Driving style of high torque rise diesels is the one major thing that you can do to improve fuel economy.
Use progressive gear shifting - use only enough rpm to enable the engine to cope with the next gear up, and increase the rpm on each change up.
Know where maximum torque comes in on your engine rpm, know where maximum horsepower comes in, drive between this range as much as possible once the vehicle is at cruising speeds. All engines will also have a lowest fuel consumption rpm, usually close to maximum torque, but not always, drive with your rpm around the lowest fuel consupmtion rpm as much as possible.
Skip shift wherever possible - ie miss a gear or two if you are accelerating down a hill. Start in 2nd gear whenever possible - level ground or slightly downhill.
Use brakes instead of the gearbox to slow down - brakes are cheaper than clutches anyway. Skip downshift as well.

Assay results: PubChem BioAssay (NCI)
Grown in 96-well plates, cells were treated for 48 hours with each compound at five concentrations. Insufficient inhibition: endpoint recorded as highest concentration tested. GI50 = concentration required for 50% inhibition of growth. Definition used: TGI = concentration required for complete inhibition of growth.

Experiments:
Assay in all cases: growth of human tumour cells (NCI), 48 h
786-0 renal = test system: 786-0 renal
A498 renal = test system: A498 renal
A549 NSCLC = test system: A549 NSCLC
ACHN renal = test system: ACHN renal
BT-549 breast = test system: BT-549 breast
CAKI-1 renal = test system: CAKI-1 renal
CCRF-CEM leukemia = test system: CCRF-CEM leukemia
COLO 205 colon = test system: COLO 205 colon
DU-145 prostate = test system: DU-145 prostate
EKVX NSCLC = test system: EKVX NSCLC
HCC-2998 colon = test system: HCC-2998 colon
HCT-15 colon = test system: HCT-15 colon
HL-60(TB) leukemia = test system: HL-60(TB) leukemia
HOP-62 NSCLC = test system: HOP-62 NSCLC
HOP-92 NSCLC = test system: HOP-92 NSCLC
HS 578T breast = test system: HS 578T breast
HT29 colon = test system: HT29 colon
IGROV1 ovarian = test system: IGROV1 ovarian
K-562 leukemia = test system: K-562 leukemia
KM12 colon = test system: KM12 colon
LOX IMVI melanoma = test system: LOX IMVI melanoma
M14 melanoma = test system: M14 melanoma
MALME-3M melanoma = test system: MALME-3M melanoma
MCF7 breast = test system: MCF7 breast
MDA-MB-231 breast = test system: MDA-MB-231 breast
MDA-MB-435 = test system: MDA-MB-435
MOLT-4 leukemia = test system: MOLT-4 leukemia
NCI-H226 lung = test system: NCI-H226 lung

Avoid braking as much as possible - read the road as far ahead as you can see. Green traffic lights 400 metres away will only turn red, back off and coast up to the red light. Red lights turn green so increase speed to catch the green.
If you can fit an exhaust brake, fit it and use that instead of the service brake.
Replace thermatic fans with electric fans.
Aerodynamics - under front bumper air dams will improve fuel efficiency more than anything else you can add to a vehicle. The underside of vehicles are the least aerodynamic of the design.
Get rid of bullbars, roof racks, rear wheel carriers and any other non standard add on that roots up aerodynamics (as if).
If you must have roof racks use roof pods that are marginally better aerodynamically than a full length rack.
Fit a tropical roof and get rid of the AC - as if.
Get rid of PAS and build some muscles.
Dont buy automatics.
Keep tyres just slightly over inflated (1 or 2 psi) on highway driving. Rotate the tyres front to rear, side to side every 15,000kms.
Even keeping the vehicle polished will help a smidgen, same as getting rid of mud from the underside.